different phone vendors who are implementing Symbian. The obvious problem
here is that Symbian is a for-profit organisation and competitors are bound
to arise (MS for example) and start pushing the boundaries and then we are
back where we started.
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8 Jun 2004 - 6:55am
Dave Malouf
2005

my issue here is not whether Nokia does good work or not, and is worth
"copying" or being inspired by, but that Nokia is a 'standard'.

Qualcomm, Motorola, and Samsung to name a few might have something to say
about that. Maybe outside the US Nokia is more of a standard, but here in
the US, Nokia has become one of many vendors and styles. There is no one
close to being a winner here, so saying anyone is a 'standard' feels, well
premature.

-- dave
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8 Jun 2004 - 6:14am
Movito Subscriptions
2004

Quick summary:

Underlying functionality types and UI structures may profitably be shared
across brands, but customization, rather than standardization, awaits future
mobile users.

While it is certainly true that Nokia¹s phones traditionally have been easy
to use, the fact that many users say ³why don¹t you copy Nokia² also implies
that they¹ve used the Nokia UI for some time and dislike having to learn
something new. Simply put, the benefits of the new Benq (or any other) UI
would have to exceed the switching costs of learning a new system.

I doubt that mobile UI¹s are going to converge ­ look at the PC industry,
look at customization and skins. I have more faith in an underlying
functionality system that can be skinned or customized. When possible, we
like to add a personal touch to our mobiles ­ note the explosion of mobile
services for background pictures, skins for the Ericsson T610 etc, ringtones
and so on. A manufacturer who had the guts to make the UI graphics more
accessible for third parties (this requires flashing of the system per today
­ scary) has a bright future. Manufacturer dominance is under attack -
operators want to lock-in their customers and increase switching costs.
Operator-specific functionality (from a user perspective, at least) with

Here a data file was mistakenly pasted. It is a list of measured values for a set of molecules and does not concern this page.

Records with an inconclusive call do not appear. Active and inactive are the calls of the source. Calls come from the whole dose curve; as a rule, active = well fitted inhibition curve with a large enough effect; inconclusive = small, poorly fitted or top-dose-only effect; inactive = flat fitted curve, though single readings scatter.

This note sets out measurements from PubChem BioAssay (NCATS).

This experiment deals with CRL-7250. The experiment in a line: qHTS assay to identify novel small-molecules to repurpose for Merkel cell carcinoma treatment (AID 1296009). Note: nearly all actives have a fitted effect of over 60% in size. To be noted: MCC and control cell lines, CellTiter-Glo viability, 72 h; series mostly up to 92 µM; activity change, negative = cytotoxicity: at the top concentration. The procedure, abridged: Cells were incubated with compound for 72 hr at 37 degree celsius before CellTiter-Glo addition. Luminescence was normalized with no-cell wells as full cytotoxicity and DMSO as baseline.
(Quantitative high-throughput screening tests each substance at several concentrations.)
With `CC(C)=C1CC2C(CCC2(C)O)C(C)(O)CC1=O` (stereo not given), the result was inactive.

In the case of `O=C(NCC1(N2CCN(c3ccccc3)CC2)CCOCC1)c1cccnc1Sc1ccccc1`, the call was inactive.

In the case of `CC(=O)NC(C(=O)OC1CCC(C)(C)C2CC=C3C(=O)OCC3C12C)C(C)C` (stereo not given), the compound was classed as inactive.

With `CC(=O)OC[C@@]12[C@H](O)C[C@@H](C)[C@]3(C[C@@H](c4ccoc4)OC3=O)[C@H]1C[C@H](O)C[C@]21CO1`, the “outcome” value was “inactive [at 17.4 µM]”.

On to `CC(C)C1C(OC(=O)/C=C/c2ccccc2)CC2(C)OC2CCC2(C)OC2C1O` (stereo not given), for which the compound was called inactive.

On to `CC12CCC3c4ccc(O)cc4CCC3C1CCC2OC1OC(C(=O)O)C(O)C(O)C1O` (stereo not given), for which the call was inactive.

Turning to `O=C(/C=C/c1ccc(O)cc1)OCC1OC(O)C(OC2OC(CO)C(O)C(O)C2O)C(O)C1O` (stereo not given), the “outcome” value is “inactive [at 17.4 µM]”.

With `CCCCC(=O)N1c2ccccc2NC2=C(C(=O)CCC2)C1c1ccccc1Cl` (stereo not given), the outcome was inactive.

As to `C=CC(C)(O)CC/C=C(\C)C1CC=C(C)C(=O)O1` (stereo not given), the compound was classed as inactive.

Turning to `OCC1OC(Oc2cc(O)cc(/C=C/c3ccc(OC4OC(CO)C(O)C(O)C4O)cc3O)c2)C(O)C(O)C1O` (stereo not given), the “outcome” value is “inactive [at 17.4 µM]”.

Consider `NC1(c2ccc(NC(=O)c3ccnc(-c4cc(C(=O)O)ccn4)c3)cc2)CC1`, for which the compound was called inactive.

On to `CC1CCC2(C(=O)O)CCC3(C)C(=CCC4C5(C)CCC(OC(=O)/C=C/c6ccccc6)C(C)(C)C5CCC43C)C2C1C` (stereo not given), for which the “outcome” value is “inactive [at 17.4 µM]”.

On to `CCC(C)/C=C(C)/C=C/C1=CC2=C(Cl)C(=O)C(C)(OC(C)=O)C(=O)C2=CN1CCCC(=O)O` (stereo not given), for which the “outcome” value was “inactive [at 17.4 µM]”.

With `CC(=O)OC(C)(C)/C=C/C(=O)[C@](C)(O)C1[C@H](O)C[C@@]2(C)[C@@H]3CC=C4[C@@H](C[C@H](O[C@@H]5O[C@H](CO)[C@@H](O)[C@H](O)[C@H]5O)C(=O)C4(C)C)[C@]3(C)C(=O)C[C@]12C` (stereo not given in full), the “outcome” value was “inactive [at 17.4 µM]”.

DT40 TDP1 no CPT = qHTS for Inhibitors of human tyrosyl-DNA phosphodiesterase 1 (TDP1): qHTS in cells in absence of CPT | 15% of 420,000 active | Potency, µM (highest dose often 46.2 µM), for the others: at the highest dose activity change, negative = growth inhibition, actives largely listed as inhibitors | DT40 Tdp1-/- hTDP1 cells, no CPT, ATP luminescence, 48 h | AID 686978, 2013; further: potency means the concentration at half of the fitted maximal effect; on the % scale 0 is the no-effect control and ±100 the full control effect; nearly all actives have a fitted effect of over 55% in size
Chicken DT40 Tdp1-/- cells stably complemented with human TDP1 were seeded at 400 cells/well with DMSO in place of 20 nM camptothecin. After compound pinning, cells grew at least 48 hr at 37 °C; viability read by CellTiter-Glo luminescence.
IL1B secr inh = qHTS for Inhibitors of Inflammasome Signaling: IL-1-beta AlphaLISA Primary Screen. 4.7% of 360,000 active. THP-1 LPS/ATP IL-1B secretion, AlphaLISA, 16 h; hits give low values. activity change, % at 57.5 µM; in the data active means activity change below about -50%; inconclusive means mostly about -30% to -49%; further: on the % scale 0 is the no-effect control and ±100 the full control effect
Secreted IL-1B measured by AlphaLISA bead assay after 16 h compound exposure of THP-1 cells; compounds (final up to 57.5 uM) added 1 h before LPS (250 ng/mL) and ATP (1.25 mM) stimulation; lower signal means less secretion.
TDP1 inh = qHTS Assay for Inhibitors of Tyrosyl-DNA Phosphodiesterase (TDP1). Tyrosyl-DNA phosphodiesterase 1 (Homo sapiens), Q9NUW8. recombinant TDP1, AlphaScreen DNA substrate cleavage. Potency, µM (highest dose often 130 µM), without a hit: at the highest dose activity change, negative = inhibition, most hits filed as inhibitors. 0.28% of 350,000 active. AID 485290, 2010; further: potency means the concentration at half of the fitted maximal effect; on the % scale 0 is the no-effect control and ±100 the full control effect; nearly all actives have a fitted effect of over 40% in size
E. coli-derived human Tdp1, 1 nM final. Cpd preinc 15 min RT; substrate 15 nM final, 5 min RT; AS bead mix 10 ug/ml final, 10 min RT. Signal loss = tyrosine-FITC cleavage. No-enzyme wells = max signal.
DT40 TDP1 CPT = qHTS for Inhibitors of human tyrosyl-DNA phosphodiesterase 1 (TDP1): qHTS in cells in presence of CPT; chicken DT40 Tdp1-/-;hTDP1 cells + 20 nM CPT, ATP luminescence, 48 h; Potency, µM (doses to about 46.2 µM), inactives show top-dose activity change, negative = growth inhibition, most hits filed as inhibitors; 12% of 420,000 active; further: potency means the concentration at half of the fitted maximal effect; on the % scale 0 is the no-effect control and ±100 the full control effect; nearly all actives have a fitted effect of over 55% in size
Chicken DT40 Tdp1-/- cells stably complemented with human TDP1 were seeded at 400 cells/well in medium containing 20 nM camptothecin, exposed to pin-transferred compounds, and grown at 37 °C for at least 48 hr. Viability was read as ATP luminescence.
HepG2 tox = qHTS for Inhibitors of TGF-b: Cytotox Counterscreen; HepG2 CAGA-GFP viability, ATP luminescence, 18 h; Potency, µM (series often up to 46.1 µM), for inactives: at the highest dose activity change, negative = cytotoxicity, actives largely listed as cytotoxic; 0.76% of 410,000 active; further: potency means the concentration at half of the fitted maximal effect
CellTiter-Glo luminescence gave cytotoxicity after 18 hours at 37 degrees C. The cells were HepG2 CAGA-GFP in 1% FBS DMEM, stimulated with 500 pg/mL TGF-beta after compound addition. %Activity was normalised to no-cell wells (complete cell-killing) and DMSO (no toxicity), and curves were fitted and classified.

shortcuts, custom icons, etc. pre-installed when the users receive their
mobiles.

Also, as mobiles become functionally more complex, new interaction models
(or at least revised ones) can make a successful entry into the market - if
the timing is right. The UI that Nokia has been developing over the last 10
years has certainly made mobiles easier to use, but there¹s no reason why
another developer could usurp their UI dominance when the next functionality
shift arrives.

Best regards,

Fredrik Matheson

Interaction designer, Oslo, Norway

8 Jun 2004 - 7:42am
avaduva
2004

I was an interaction designer with Symbian and we did design some very
inovative interfaces and services for mobile phones. It was intended
that the phone companies using the Symbian OS would then adapt the
designs to fit their image etc.
Unfortunately, our design team was made redundant during the big tech
slump two years ago - we are still hoping that our designs will one day
make it to the market as we had received some very encouraging feedback
during the usability testing.

Michael Bartlett wrote:

> Isn't this what Symbian is trying to be? They license their mobile
> operating platform to a number of vendors - although some of them do
> implement it slightly differently, there does appear to be some better
> consistancy across different phone vendors who are implementing Symbian.
> The obvious problem here is that Symbian is a for-profit organisation
> and competitors are bound to arise (MS for example) and start pushing
> the boundaries and then we are back where we started.
>
>
> ------------------------------------------------------------------------
>
> _______________________________________________
> Interaction Design Discussion List
> discuss at interactiondesigners.com
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--
===============================
Andreea Vaduva
User-Interface Design Lecturer
London Metropolitan University
===============================